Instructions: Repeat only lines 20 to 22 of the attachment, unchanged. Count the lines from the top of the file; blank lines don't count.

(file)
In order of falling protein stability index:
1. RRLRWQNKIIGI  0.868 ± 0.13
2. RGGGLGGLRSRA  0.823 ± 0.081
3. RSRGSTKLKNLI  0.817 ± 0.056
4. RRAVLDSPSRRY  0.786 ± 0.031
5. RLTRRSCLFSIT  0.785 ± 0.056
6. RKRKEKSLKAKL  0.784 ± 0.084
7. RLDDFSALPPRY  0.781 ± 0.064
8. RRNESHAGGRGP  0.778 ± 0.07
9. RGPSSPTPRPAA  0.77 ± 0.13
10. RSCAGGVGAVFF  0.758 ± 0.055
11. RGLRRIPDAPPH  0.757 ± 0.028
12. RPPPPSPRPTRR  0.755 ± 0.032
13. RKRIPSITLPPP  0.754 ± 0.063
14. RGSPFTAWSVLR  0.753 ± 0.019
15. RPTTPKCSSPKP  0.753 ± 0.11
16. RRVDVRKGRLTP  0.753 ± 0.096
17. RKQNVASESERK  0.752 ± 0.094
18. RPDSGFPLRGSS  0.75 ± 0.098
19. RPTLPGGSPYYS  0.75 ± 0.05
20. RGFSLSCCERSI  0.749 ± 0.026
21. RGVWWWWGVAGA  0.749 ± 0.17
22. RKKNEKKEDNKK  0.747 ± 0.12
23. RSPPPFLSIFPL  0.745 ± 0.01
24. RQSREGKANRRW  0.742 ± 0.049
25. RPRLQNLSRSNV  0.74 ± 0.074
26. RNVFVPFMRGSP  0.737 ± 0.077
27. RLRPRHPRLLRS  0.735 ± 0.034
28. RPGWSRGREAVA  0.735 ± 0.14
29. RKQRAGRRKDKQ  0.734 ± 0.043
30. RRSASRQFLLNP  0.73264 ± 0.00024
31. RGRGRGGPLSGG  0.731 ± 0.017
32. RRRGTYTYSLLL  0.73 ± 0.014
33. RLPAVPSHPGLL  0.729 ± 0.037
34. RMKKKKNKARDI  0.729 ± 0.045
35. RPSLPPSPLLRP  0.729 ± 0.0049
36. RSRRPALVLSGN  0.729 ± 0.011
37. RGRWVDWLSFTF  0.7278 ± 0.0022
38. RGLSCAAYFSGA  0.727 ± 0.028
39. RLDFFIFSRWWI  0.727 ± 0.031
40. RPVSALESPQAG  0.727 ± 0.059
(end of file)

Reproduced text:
19. RPTLPGGSPYYS  0.75 ± 0.05
20. RGFSLSCCERSI  0.749 ± 0.026
21. RGVWWWWGVAGA  0.749 ± 0.17